The event is hosted by the Fort Negley Visitors Center, the 13th USCT and the Living History Association & Ladies Auxiliary.
New Blue & Gray Magazine Features Cover Article by Our Own Mike Manning!
The new issue of Blue & Gray magazine is now out and the cover article was written by our own Mike Manning. Mike is Chief Ranger at Fort Donelson National Battlefield. The feature
is about the Civil War in the Indian Territory and if you attend Mike’s program at our CWRT some months ago you already know his depth of knowledge on this topic. The current issue
is Part One with a later issue covering the conclusion of the war it what is now Oklahoma. Mike also collaborated with the tour with the B & G editors and that is covered with the usual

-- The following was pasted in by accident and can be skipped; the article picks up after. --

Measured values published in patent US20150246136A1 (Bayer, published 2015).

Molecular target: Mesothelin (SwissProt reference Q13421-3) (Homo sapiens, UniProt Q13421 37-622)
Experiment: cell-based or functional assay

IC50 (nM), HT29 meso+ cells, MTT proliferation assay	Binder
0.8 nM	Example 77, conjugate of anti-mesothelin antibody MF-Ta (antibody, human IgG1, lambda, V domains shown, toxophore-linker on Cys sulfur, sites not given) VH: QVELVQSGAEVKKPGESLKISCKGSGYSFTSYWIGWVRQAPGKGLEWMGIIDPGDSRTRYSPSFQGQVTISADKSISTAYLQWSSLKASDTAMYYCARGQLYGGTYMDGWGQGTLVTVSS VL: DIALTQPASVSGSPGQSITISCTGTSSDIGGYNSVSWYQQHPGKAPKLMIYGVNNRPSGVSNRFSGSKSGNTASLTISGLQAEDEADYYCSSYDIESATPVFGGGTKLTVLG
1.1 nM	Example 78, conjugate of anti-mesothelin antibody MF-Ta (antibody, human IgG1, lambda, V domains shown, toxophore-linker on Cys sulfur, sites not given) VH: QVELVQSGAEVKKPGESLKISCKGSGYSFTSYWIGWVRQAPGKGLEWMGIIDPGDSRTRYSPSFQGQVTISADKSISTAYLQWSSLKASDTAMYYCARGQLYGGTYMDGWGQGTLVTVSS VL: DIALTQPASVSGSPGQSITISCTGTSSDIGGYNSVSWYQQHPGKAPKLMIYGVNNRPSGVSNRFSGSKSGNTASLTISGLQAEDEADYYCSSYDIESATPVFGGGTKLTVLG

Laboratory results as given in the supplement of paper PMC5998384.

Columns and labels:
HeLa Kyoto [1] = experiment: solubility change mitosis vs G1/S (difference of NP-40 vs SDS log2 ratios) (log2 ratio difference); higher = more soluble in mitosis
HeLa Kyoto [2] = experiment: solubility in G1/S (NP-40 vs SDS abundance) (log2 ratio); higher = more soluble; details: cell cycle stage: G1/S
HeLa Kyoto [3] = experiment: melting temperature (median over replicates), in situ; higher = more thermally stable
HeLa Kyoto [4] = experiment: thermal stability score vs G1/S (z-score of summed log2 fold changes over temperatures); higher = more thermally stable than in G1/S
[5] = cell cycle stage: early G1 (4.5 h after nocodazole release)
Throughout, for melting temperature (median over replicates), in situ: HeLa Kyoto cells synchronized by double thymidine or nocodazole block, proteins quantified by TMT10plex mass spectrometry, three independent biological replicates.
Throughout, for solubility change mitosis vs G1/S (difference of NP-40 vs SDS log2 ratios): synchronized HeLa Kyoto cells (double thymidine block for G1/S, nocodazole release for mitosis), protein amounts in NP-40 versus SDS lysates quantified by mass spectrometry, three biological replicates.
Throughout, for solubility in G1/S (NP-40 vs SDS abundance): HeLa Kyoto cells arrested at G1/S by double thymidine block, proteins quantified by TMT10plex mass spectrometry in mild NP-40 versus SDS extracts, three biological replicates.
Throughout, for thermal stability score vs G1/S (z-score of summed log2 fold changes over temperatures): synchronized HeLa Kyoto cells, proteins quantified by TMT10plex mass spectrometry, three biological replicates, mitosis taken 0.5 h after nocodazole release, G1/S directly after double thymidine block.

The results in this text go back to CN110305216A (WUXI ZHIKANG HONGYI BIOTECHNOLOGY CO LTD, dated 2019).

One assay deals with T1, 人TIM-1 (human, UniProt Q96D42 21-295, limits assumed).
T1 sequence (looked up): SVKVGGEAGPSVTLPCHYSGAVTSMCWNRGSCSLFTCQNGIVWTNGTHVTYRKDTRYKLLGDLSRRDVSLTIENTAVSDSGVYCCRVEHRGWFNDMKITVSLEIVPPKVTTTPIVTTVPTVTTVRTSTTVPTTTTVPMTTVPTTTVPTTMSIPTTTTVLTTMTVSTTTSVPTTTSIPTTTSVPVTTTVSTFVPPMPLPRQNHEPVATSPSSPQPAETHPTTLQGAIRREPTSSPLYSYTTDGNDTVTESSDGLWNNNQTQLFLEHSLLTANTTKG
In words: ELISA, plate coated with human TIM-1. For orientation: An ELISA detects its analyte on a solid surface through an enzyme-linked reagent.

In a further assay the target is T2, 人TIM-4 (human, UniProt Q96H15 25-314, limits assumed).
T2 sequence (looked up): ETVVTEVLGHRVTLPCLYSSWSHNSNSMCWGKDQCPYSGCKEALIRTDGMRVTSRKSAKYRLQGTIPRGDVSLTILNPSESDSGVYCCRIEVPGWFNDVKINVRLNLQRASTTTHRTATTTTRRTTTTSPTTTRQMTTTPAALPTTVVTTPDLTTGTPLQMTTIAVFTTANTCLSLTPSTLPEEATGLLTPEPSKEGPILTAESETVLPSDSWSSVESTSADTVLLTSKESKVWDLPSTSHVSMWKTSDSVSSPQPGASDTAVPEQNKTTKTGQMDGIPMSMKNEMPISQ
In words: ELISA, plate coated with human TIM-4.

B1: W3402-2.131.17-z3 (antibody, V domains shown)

excellent maps, photos and directions on how to see everything should you be in the neighborhood. Congratulations Mike – very well done!
A future issue will be a revisit to Fort Donelson written by park historian Jimmy Jobe which promises to be excellent if you know Jimmy. Another issue on the war in and around
Clarksville is also in the works written by Greg Biggs.